From PC to HDTV via Google’s Chromecast

Lincoln Spector

Google has a new way to stream video from your PC or mobile device to your high-definition TV.

But its capabilities are relatively limited, and it leaves much to be desired — especially if you’re using a Windows PC.

You’ve probably heard of Chromecast (website), Google’s U.S. $35 HDTV dongle for Internet video streaming. Small and easy to install, the device lets you watch movies and television shows. You control it with your PC, tablet, or smartphone via your home network. It works with Windows (except RT), OS X, Linux, iOS, and — not surprisingly — Android.

After trying it with my Windows laptop, iPad, and Android phone, I can say it works — but the experience was — at least on a PC — far from pleasing.

Chromecast setup: Chroming your HDTV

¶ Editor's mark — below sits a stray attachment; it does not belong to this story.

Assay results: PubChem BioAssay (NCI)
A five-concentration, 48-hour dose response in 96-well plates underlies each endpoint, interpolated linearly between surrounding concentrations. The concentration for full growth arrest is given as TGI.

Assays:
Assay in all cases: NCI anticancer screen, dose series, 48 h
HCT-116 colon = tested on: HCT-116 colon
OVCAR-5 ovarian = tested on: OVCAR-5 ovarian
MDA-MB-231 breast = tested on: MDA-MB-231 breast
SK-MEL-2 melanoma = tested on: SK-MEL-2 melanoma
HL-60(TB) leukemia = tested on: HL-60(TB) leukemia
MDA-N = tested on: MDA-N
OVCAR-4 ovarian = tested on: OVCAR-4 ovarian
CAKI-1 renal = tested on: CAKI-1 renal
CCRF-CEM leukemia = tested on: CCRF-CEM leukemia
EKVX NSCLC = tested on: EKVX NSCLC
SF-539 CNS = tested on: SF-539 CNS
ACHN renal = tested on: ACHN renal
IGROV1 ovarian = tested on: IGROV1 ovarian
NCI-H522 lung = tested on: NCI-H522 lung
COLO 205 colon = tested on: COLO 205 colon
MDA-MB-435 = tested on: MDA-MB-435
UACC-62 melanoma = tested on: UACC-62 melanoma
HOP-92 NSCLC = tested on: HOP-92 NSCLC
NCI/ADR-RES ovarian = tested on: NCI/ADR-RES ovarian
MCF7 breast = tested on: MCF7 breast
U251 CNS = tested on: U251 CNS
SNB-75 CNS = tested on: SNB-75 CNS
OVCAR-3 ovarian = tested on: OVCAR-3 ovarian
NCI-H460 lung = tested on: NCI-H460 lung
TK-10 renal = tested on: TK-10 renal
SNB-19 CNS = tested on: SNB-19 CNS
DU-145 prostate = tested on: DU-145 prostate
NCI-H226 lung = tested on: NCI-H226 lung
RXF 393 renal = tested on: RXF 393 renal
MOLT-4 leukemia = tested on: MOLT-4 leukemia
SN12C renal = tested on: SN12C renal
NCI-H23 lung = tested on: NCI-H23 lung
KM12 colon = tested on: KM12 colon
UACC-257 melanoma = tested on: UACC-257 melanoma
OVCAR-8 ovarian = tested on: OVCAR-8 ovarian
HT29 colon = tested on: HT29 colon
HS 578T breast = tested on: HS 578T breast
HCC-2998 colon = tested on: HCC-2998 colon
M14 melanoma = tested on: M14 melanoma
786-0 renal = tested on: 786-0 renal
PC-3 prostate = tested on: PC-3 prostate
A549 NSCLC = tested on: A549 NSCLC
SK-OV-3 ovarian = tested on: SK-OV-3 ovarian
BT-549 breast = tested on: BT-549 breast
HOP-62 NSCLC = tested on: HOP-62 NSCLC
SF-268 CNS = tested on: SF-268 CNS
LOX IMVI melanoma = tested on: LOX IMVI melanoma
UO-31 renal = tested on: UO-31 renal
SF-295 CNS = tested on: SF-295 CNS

At first glance, the Chromecast dongle looks like a common USB flash drive that’s eaten too much fatty food (see Figure 1). But in place of the usual USB connector, you find a standard HDMI plug.

Unlike USB, the HDMI interface doesn’t provide power to devices. So at the other end of the Chromecast dongle, you’ll find a micro USB port, used strictly to power the device. The kit comes with a cable and an AC adapter, allowing you to power the gadget from a wall socket or an open USB port on the TV.

Chromecast dongle

Figure 1. The compact Chromecast dongle connects to an open HDMI port on your TV.

After plugging the dongle into an open HDMI port on the TV and connecting the USB power cable, you then download a setup program onto your PC that will connect the device to your Wi-Fi network (see Figure 2). Finally, you install the required Google Chrome extension onto your PC — or download the Chromecast app to an Android or iOS device.

Wi-Fi connect app

Figure 2. A downloaded application connects the Chromecast device to a local Wi-Fi network.



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Lincoln Spector

About Lincoln Spector

Lincoln Spector writes about computers, home theater, and film and maintains two blogs: Answer Line at PCWorld.com and Bayflicks.net. His articles have appeared in CNET, InfoWorld, The New York Times, The Washington Post, and other publications.